Tarps can be an inexpensive, or expensive, approach to protecting yourself from the elements. Most consider tarp camping as "roughing it" but is a proved shelter for more ultralight campers. Most tarps include cord/rope, some stakes, and poles. The poles can be hiking sticks or manufactured poles developed for a particular tarp product. The tarp itself can be an inexpensive plastic tarp or can be more expensive material (Silnylon, Cuben Fiber, Poly orTyvek ). The more expensive tarps are generally lighter and more compact. Canvas was used as the go to years ago, but is generally not used no for personal camping because of high weight and maintenance to keep it waterproof and mold free.


  • Lightweight
  • Compact
  • Versitile. Adjustable for different weather conditions and different purposes.
  • Low Impact. The shelters footprint is very small


  • No protection from bugs or animals
  • Limited protection from wind
  • Not a stand alone shelter.
  • Does not provide privacy.

Buying a Shelter/Tent?

Ask yourself the following questions. A tent should be chosen based on the user and how it is going to be used.

  1. Sleeping capacity?
    • Most people, unless you are looking to reduce weight, get a tent that is one occupant over the intended use (2 occupant use 3 person shelter) to add room for gear in the tent and livability.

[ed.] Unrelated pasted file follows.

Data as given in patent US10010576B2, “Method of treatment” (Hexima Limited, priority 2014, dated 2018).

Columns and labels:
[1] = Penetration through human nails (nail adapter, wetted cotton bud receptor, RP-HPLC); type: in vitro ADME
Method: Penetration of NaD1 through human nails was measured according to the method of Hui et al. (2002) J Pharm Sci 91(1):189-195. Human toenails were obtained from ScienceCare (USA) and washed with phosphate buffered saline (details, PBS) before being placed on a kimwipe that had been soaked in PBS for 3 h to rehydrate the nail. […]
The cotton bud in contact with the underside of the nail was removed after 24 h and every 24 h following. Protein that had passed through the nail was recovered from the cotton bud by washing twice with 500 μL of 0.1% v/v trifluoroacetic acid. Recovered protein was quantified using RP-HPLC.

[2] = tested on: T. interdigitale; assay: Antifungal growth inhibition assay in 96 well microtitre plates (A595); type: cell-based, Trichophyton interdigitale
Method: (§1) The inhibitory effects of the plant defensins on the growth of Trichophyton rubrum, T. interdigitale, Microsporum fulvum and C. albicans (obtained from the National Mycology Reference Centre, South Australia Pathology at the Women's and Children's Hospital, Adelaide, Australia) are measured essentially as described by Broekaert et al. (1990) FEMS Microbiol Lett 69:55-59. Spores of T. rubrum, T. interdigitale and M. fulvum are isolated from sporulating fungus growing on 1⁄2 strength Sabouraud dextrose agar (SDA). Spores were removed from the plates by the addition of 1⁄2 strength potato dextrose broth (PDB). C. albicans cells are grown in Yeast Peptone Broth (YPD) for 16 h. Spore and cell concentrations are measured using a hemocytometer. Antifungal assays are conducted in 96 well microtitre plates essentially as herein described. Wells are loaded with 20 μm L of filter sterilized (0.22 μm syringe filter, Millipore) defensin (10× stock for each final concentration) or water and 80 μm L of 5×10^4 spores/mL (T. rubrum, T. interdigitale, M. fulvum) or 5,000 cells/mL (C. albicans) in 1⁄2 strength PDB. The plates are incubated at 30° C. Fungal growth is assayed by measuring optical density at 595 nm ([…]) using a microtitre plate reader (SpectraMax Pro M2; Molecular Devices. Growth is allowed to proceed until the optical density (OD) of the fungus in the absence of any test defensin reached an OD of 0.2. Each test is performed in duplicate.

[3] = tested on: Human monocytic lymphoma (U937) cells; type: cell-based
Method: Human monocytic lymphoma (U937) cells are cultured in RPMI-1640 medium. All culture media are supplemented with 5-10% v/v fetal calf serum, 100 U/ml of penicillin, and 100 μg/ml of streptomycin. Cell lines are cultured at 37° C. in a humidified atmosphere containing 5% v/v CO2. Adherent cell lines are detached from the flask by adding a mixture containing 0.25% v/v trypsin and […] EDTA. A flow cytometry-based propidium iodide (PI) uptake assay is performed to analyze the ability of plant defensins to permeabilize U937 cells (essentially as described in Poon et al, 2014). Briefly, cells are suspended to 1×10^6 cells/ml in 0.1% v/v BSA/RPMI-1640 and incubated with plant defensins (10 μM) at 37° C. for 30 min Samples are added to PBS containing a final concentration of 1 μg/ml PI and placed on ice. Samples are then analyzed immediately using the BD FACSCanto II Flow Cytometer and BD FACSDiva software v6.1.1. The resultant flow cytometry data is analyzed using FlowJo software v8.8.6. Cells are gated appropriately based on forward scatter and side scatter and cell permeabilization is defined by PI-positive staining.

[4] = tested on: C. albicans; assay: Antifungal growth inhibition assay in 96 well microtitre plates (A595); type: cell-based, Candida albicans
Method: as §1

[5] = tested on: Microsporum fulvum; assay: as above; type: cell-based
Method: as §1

2. How much do you want to spend?
    • Higher cost usually means better material quality and lower weight.
  3. What season are you using the shelter going to be used (winter or spring/summer/fall)?
  4. Users?
    1. How tall are they?
    2. Do they claustrophobic?
    3. Do they like to rough it or do they like their luxery?
    4. Backpacking or car camping?

3-season tents are what most tents are on the market. They are designed for spring, summer and fall, but can be used in winter. Most 3-season tents have alot of mesh fabric to help reduce weight and improve breathability (reduce condinsation). 3-season shelters can be used in snow, but the camper has to build snow walls around the outside of the tent to exceed the height of the rainfly. This is to prevent snow from getting blown under the rainfly and into the tent through the mesh. During heavy snows, it is advised to wake up occassionally to knock the snow and ice off of the shelter walls (reducing weight on the tent). If your in high winds, look for a sheltered location to protect your shelter.

4-season tents can be used during all seasons: spring/summer/fall/winter, but it primarily designed to be able to withstand high winds and ice/snow loads. Because of these harsh weather condition designs, there are more poles and stonger, solid shelter wall materials. 4-season tents are usually single walled tents and have very limited or no mesh. This makes the shelter heavy.